I have written this piece for Slate. It begins:
The debate over whether Democrats should pursue their large voting rights package or a narrower law aimed against election subversion became moot on Wednesday when Democrats could not muster up enough votes to tweak the filibuster rule to pass their larger package. Some Republicans are now making noise that they would support narrower anti-election subversion legislation centered on fixing an 1887 law known as the “Electoral Count Act.” Democrats should pursue this goal but think more broadly about other anti-subversion provisions that could attract bipartisan support. Bipartisan, pinpointed legislation is the best chance we have of avoiding a potential stolen presidential election in 2024 or beyond….
With the wide option off the table, the operative question is how best to go narrow as more Republicans, including most recently House minority leader Kevin McCarthy, signal they might be open to such a bill. Sens. Manchin and Susan Collins are among a group of senators working on reform. Bipartisan buy-in is especially important because it means that both sides are more likely to feel bound by the rules if a future dispute arises.
Fixing the Electoral Count Act is a no-brainer. As Slate’s Mark Joseph Stern recently wrote, former President Donald Trump’s attempt to reverse his loss to Joe Biden in the electoral college depended upon exploiting holes and ambiguities in the poorly-drafted set of rules for Congress to certify Electoral College results from the states. Stern says Democrats should “seize the moment to get this done.”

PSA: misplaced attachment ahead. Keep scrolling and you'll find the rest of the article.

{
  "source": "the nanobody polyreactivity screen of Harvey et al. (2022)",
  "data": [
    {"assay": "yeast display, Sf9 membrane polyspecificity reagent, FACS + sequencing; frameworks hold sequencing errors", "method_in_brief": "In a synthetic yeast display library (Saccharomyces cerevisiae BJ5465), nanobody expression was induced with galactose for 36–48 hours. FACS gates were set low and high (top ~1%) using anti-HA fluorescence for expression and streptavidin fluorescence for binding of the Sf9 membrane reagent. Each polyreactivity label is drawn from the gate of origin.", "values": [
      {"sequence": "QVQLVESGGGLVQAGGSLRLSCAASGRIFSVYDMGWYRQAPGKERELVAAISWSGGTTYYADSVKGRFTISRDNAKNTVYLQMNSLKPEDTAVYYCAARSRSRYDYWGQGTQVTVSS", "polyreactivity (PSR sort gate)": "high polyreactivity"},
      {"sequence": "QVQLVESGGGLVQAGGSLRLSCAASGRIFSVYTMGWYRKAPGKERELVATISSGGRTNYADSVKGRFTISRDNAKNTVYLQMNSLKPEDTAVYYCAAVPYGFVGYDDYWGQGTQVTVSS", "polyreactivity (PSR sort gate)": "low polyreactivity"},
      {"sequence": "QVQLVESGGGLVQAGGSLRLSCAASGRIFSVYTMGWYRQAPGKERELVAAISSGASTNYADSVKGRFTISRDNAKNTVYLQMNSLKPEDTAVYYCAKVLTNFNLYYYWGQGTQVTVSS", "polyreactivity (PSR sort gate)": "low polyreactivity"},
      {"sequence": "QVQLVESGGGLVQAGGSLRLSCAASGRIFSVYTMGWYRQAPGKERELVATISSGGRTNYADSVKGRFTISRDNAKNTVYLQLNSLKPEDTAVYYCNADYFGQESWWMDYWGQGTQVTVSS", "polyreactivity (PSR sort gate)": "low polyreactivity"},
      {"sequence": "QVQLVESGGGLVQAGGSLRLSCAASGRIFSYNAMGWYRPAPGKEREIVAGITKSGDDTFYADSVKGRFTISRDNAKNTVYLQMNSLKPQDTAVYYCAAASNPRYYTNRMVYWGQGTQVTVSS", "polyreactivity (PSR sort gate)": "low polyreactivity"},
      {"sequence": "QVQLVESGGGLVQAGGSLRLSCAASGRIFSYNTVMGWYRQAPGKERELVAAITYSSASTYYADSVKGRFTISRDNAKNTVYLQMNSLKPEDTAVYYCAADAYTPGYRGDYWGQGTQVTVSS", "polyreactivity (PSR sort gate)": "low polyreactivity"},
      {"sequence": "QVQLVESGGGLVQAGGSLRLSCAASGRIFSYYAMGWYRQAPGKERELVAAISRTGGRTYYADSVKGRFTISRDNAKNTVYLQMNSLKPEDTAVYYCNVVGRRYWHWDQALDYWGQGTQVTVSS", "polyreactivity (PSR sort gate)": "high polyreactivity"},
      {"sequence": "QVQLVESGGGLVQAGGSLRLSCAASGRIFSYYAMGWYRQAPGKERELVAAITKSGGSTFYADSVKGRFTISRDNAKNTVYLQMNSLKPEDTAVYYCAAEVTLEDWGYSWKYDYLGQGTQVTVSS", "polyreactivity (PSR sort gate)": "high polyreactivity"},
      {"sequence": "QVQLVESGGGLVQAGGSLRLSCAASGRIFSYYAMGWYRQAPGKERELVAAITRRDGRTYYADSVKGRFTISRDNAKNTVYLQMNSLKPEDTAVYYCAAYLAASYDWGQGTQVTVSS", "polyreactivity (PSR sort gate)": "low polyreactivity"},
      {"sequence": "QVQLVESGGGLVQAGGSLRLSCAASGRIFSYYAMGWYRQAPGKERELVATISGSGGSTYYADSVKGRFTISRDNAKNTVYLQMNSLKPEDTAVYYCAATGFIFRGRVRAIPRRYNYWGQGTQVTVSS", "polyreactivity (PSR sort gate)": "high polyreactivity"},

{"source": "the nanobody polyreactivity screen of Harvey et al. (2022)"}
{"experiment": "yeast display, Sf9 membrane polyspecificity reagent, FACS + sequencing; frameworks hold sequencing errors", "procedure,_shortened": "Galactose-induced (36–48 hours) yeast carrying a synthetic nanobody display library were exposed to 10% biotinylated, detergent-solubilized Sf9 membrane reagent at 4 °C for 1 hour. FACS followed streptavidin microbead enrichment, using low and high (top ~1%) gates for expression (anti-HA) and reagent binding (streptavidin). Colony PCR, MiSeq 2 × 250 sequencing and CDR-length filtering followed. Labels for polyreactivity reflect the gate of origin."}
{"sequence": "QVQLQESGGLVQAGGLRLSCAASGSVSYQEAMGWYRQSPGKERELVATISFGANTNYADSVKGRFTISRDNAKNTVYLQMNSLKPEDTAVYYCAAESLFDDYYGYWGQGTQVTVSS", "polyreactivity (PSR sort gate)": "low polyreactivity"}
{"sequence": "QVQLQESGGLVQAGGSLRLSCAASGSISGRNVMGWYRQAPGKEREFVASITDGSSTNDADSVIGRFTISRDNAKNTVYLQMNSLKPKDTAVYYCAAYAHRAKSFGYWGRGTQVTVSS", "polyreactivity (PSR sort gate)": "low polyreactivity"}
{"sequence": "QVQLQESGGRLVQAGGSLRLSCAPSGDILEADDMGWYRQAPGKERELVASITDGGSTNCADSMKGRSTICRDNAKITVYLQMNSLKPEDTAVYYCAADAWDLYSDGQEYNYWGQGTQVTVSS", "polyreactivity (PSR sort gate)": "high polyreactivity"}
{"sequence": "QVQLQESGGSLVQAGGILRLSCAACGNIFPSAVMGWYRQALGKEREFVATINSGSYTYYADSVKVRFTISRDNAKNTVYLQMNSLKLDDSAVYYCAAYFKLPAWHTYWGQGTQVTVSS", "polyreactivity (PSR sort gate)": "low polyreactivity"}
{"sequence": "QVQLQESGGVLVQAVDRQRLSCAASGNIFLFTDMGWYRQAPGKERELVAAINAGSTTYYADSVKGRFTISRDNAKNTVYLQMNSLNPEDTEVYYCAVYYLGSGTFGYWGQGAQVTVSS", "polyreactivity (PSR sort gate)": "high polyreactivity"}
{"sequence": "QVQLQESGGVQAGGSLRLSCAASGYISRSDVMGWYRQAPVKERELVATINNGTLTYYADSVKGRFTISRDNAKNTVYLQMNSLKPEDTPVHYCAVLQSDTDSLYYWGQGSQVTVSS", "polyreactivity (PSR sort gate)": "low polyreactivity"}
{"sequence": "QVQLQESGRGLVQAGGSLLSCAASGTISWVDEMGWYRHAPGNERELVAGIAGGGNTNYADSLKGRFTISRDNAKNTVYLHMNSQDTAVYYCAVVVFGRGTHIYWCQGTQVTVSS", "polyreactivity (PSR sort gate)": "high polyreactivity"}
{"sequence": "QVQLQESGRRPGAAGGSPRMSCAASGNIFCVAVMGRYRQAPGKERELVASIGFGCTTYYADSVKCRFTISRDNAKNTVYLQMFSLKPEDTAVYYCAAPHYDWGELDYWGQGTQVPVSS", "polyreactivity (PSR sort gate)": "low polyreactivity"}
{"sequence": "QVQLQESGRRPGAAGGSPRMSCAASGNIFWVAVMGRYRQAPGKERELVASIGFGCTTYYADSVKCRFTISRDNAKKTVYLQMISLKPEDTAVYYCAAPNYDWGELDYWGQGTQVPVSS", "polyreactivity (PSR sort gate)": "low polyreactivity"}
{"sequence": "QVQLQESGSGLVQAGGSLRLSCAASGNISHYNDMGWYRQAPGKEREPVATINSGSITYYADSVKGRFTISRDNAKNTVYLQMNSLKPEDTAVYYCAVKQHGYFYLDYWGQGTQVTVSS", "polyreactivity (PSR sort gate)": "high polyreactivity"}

If Republicans are really prepared to come to the table (and that remains a big if), Democrats should not limit themselves to small tweaks to the Electoral Count Act such as ones that would simply limit the vice president’s discretion in presenting state electoral college votes to Congress. Of course Republicans would be inclined to support such a change when the next counting of electoral college votes will be presided over by Democratic Vice President Kamala Harris.
Other potential ECA changes should include raising the threshold for objecting to state electoral college votes; right now it takes only one senator and one representative to raise an objection. There are other creative ideas out there as well, such as involving federal courts in resolving certain disputes when there are competing electoral college slates submitted by officials from a state. It is in the interest of both Republicans and Democrats to prevent manipulation of the process and ensure that the winner of the election is actually declared the winner. The more that can be clarified in advance behind the veil of ignorance, the better all who believe in democratic elections are going to be.
But ECA reform should not be the only thing on the agenda in any bipartisan talks to prevent subversion. I’ve proposed a long list of reforms that don’t have a partisan valence. Consider, for example, a requirement that voters cast their ballots using equipment that produces a paper ballot that can be recounted in the event of a dispute over the winner of the election. Some Americans still vote on wholly electronic voting machines, where the only proof of the election winner is code spit out by a computer. In an era when voters distrust election results and manipulators like Trump seek to sow doubt in election integrity, physically tangible ballots that can be examined by a court or other neutral actor in the event of a dispute are indispensable. A provision requiring paper ballots was included in the larger voting bill that went down to defeat earlier this week, but there’s no reason it can’t also be part of any ECA reform….